Oct 062014
 
Greenhill Mine Ridge

The unofficially named Greenhill Mine Ridge or simply Greenhill Ridge, a modest sized bump that was once mined for coal, offers some surprisingly good views from its lowly summit. This hike follows a series of old roads, 4×4 tracks with the occasional bit of bushwhacking thrown in for good measure. Along the trail we pass a good number of mining relics going back many many decades. Perfect, we love combining hiking with history.

The trailhead is located along the (dusty) Grassy Mountain road. Park off to the side at a wide bend right beside the Crowsnest Pass Golf and Country Club course.

Head east into a clearing and before long intercept a rough coal strewn road. Turn left here. In no time you’ll come to a fence and soon after the remains of a large hoist house. This building held the machinery, large motors acting on winding drums via some huge gears, that powered the tramway that brought coal down from the upper workings. It was not unusual for a coal mine to have several levels and mining many “faces” at a time allowed the operation to be more efficient and productive.

The Greenhill Mine, owned by West Canadian Collieries, operated from 1913-1957. This was an underground mine, as were most mines in the Pass. It’s not known exactly what era the remains we’ll explore date from, but they’re probably from later in that company’s history. Once brought down, the coal would be taken, by truck presumably, to the nearby Greenhill Mine surface plant for processing. You’ll drive by that site on your way to this hike and it’s worth exploring as a side trip.

↓ ↓ ↓ ↓ Scroll down for photos and to comment ↓ ↓ ↓ ↓

Take time to check out the hoist house building and the equipment inside but be careful it’s a dangerous place. Take only pictures and disturb nothing. The first thing that comes to mind on entering is what an unsafe working environment, not to mention a noisy one, it must have been when the hoist equipment was operating. All those open gears and moving parts, ready to rip off an arm or crush a body.

Later in the hike you’ll find more remains of the cable way connected to this hoist, higher up on Greenhill Mine Ridge.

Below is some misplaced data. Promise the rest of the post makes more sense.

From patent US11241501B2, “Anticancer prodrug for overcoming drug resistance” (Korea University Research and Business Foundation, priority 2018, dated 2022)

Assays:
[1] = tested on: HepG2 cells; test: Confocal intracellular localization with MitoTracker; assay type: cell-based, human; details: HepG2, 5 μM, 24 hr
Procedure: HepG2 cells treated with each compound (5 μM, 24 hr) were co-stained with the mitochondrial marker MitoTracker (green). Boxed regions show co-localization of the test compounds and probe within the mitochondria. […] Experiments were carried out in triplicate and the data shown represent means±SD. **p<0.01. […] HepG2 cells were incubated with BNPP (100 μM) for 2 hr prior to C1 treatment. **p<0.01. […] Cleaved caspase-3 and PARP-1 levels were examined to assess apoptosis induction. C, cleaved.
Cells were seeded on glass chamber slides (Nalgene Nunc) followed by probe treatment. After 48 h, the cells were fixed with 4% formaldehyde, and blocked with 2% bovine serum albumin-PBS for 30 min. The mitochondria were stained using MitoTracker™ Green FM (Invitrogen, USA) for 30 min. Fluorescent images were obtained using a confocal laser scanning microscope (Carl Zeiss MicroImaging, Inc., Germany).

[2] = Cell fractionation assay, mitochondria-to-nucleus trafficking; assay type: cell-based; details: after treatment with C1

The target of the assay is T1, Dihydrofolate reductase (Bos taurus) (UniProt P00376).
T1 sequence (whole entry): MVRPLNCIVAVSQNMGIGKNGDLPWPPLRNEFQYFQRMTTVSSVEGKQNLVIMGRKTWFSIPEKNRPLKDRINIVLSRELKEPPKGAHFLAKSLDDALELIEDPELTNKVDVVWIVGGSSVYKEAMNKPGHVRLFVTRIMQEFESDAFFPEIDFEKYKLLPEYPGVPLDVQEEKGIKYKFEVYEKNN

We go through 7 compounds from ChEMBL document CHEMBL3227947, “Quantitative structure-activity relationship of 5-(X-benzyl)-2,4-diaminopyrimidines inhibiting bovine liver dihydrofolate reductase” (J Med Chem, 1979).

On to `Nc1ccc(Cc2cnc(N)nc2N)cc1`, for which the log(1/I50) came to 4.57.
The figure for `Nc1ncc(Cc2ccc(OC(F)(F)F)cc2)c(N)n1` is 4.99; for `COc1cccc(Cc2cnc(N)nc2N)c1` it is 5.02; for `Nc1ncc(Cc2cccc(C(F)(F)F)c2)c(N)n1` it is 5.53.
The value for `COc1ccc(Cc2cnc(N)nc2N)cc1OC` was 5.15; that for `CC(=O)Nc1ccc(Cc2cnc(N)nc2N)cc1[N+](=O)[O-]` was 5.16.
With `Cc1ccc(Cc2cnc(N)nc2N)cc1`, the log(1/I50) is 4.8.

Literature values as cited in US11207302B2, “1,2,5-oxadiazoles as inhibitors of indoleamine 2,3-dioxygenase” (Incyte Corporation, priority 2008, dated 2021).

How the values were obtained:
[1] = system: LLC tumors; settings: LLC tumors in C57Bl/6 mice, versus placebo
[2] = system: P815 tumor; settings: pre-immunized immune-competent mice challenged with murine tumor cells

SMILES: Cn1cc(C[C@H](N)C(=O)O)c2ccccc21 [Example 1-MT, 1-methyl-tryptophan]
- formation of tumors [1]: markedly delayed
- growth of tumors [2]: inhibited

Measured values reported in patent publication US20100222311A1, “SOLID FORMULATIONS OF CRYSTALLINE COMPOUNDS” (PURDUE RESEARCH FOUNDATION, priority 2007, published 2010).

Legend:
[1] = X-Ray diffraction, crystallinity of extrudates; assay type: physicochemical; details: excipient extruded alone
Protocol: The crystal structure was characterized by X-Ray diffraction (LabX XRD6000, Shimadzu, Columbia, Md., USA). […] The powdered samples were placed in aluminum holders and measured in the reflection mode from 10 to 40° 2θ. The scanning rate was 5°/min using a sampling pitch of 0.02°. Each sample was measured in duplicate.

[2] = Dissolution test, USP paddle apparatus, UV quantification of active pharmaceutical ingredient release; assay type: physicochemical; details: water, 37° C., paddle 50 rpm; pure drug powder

Backtrack to the fence, which you’ll have to get through somehow and take the road heading left. Almost immediately come to a junction – head soft left away from the power line. At the next junction, this one a four way, head up. The track coming in from the left will used on the return trip.

The road turns right and levels out for a time. At a clearing you’ll come to more mining remains. There is a slack dump (for junk coal, fines and contaminated material) which tells us a mine entry used be located nearby. These are always back filled however, when a coal mine closes, so its exact location on the hillside is hard to determine. Old coal cars are scattered about and a few foundations can be found in the bush. I was told an old boiler was located nearby, but I could not find it. There are a nice views of the Crowsnest River Valley in the west here, but wait, at the top they get much better.

Heading roughly southeast-ish, you’ll meet up with a larger power transmission line. Where it dips down into a valley, head hard left following a ridge crest through the trees. This is the only bushwhacking you’ll do. Before long a road comes in from the left (which will be incorporated into your down route). Follow it right as it heads ever upwards. Along here, and all the way to the summit, watch for signs warning of dangerous mine workings. Specifically subsidence pits – these are slumped areas where a underground tunnel has collapsed creating a crater like depression on the surface. We tried photographing some, but they ended up looking just like the surrounding ground. Some are plainly visible from Google Earth however.

At a drift fence gate (always close them by the way), the route up reverts to more of a 4×4 or cat track. It’s here we get our first view of the summit, still a ways off. Up until now, the path up has mostly been gentle, but from here to the summit, there will occasional steep parts. Nothing too bad though.

Rules of exploration: show respect, don’t trespass and take only pictures.